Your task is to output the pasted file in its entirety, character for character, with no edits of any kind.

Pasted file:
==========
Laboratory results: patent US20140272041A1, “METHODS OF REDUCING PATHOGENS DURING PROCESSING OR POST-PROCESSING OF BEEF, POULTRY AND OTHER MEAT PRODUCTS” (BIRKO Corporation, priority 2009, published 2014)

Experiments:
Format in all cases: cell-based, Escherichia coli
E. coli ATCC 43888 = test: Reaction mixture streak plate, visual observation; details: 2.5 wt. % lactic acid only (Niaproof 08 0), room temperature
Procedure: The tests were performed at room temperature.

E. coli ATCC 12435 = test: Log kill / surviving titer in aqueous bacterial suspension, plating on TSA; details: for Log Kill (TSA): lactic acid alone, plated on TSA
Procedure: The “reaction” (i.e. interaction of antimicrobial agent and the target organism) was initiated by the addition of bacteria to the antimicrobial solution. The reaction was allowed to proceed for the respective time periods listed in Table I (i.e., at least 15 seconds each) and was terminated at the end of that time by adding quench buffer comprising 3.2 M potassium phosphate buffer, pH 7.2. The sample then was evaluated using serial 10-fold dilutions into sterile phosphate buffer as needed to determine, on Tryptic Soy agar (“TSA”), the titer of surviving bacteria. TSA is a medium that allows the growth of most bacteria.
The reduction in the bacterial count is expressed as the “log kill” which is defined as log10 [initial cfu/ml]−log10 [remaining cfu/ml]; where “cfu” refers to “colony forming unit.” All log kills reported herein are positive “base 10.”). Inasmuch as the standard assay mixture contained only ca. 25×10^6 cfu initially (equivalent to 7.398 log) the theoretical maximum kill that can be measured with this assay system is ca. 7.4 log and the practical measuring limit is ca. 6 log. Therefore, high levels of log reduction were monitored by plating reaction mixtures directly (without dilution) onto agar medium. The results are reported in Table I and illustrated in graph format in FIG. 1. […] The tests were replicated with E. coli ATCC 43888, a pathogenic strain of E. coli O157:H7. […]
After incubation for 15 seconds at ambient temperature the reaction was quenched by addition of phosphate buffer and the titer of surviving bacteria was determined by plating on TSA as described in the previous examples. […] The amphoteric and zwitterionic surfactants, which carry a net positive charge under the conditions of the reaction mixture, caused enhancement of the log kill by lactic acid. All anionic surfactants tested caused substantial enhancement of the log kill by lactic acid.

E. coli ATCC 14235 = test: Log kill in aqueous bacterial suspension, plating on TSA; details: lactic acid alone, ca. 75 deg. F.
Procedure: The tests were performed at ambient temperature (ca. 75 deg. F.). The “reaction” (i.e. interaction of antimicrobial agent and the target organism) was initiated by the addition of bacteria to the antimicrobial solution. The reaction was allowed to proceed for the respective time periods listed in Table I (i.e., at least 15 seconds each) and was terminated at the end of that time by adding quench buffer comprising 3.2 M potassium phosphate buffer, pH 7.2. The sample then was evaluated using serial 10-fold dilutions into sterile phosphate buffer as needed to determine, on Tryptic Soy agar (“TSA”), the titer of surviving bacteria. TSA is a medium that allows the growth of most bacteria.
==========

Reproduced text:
Laboratory results: patent US20140272041A1, “METHODS OF REDUCING PATHOGENS DURING PROCESSING OR POST-PROCESSING OF BEEF, POULTRY AND OTHER MEAT PRODUCTS” (BIRKO Corporation, priority 2009, published 2014)

Experiments:
Format in all cases: cell-based, Escherichia coli
E. coli ATCC 43888 = test: Reaction mixture streak plate, visual observation; details: 2.5 wt. % lactic acid only (Niaproof 08 0), room temperature
Procedure: The tests were performed at room temperature.

E. coli ATCC 12435 = test: Log kill / surviving titer in aqueous bacterial suspension, plating on TSA; details: for Log Kill (TSA): lactic acid alone, plated on TSA
Procedure: The “reaction” (i.e. interaction of antimicrobial agent and the target organism) was initiated by the addition of bacteria to the antimicrobial solution. The reaction was allowed to proceed for the respective time periods listed in Table I (i.e., at least 15 seconds each) and was terminated at the end of that time by adding quench buffer comprising 3.2 M potassium phosphate buffer, pH 7.2. The sample then was evaluated using serial 10-fold dilutions into sterile phosphate buffer as needed to determine, on Tryptic Soy agar (“TSA”), the titer of surviving bacteria. TSA is a medium that allows the growth of most bacteria.
The reduction in the bacterial count is expressed as the “log kill” which is defined as log10 [initial cfu/ml]−log10 [remaining cfu/ml]; where “cfu” refers to “colony forming unit.” All log kills reported herein are positive “base 10.”). Inasmuch as the standard assay mixture contained only ca. 25×10^6 cfu initially (equivalent to 7.398 log) the theoretical maximum kill that can be measured with this assay system is ca. 7.4 log and the practical measuring limit is ca. 6 log. Therefore, high levels of log reduction were monitored by plating reaction mixtures directly (without dilution) onto agar medium. The results are reported in Table I and illustrated in graph format in FIG. 1. […] The tests were replicated with E. coli ATCC 43888, a pathogenic strain of E. coli O157:H7. […]
After incubation for 15 seconds at ambient temperature the reaction was quenched by addition of phosphate buffer and the titer of surviving bacteria was determined by plating on TSA as described in the previous examples. […] The amphoteric and zwitterionic surfactants, which carry a net positive charge under the conditions of the reaction mixture, caused enhancement of the log kill by lactic acid. All anionic surfactants tested caused substantial enhancement of the log kill by lactic acid.

E. coli ATCC 14235 = test: Log kill in aqueous bacterial suspension, plating on TSA; details: lactic acid alone, ca. 75 deg. F.
Procedure: The tests were performed at ambient temperature (ca. 75 deg. F.). The “reaction” (i.e. interaction of antimicrobial agent and the target organism) was initiated by the addition of bacteria to the antimicrobial solution. The reaction was allowed to proceed for the respective time periods listed in Table I (i.e., at least 15 seconds each) and was terminated at the end of that time by adding quench buffer comprising 3.2 M potassium phosphate buffer, pH 7.2. The sample then was evaluated using serial 10-fold dilutions into sterile phosphate buffer as needed to determine, on Tryptic Soy agar (“TSA”), the titer of surviving bacteria. TSA is a medium that allows the growth of most bacteria.